The Fletcher NER '1440' 2-4-0 Locomotives
By 1875, the North Eastern Railway (NER) found that it required a more powerful passenger locomotive for the Leeds Northern route from Leeds to West Hartlepool via Ripon and Stockton. Fletcher's '901' Class was already proving to be a success on the East Coast main line, so it was natural that this design would be adapted to meet the new requirement. The main difference between the '901' Class and Fletcher's new '1440' Class was that the new locomotives had smaller 6ft diameter wheels. The pioneer locomotive (No. 364) was built at Leeds in 1875. This was followed by a batch of ten built between 1876 and 1878, and a final batch of four in 1882. These later batches were both built at Gateshead, and the final batch was built with slightly larger 17.5in diameter cylinders.
The '1440's received fewer stages of rebuilding than their '901' cousins. They were untouched by McDonnell's standardisation plans, but W.Worsdell fitted replacement steel boilers to his own pattern. He also fitted chimneys and smokeboxes to his own pattern, and replaced the original Salter and Naylor safety valves with Ramsbottom valves. New 18in diameter cylinders were fitted from 1887, but two locomotives (Nos. 159 & 486) kept their 17in cylinders until they were withdrawn. There were also a number of situations when 17.5in cylinders were re-fitted.
The first locomotive, No. 364, was allocated to Leeds and appears to have stayed in the Leeds area for a long period of time. It has been conjectured that the Leeds shed kept it on a short leash because they did not want Gateshead to take their first large locomotive! With the exception of No. 1441 at York, the remainder of the class were allocated to Leeds and Newcastle. The Leeds locomotives performed the work for which they were designed - hauling passenger trains along the Leeds Northern line. They also worked some of the local trains to Scarborough, Hull, and Ilkley. The Newcastle locomotives were usually used on the main line to York and Edinburgh.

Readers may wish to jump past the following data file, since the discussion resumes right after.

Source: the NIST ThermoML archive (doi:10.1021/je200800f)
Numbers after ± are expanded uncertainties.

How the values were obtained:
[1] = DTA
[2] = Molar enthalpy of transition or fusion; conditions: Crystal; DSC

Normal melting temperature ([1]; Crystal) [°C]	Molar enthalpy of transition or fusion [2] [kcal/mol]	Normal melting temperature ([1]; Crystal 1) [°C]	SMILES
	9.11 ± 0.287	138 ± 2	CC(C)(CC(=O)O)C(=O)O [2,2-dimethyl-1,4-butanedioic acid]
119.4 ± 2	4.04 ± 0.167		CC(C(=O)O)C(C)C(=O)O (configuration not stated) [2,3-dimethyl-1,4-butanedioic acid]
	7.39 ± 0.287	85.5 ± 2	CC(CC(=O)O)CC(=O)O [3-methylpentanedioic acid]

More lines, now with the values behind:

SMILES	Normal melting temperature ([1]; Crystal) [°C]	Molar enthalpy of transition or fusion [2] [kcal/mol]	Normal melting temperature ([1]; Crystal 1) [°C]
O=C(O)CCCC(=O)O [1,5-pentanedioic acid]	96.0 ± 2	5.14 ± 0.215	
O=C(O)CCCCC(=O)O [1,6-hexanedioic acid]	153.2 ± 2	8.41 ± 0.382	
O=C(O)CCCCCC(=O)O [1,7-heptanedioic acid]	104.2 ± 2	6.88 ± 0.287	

As more powerful locomotives were introduced, the '1440's were displaced to lesser duties. In the first few years of the 20th century, double-headed '1440' locomotives were trialled on the through Scottish expresses. Accounts suggest that they performed well, but they returned to lesser work when the trial was completed.
Withdrawals started in 1919, and nine survived into LNER ownership (1923). These were allocated to Sunderland (4), Alnmouth (1), Tweedmouth (1), York (1), Durham (1), and Kirkby Stephen (1). By this time, the '1440's were relegated to branch line work, and the LNER continued NER's withdrawal programme. The last '1440' locomotive was scrapped in February 1925.
|Boiler:||Max. Diameter:||4ft 3in|
|Heating Surface:||Total:||1093 sq.ft.|
|Tubes:||995 sq.ft. (205x 1.75in)|
|Grate Area:||15.6 sq.ft.|
|Tractive Effort:||(@ 85% boiler pressure)||13,880lb|
|Weight (full):||Total:||69 tons 12cwt|
|Engine:||39 tons 14cwt|
|Tender:||29 tons 18cwt|
|Max. Axle Load:||14 tons|
None of the NER '1440' locomotives survived into preservation.
I am not aware of any models of the NER '1440' locomotives.
Thank you to Malcolm Peirson for the photograph of No. 693 in original condition.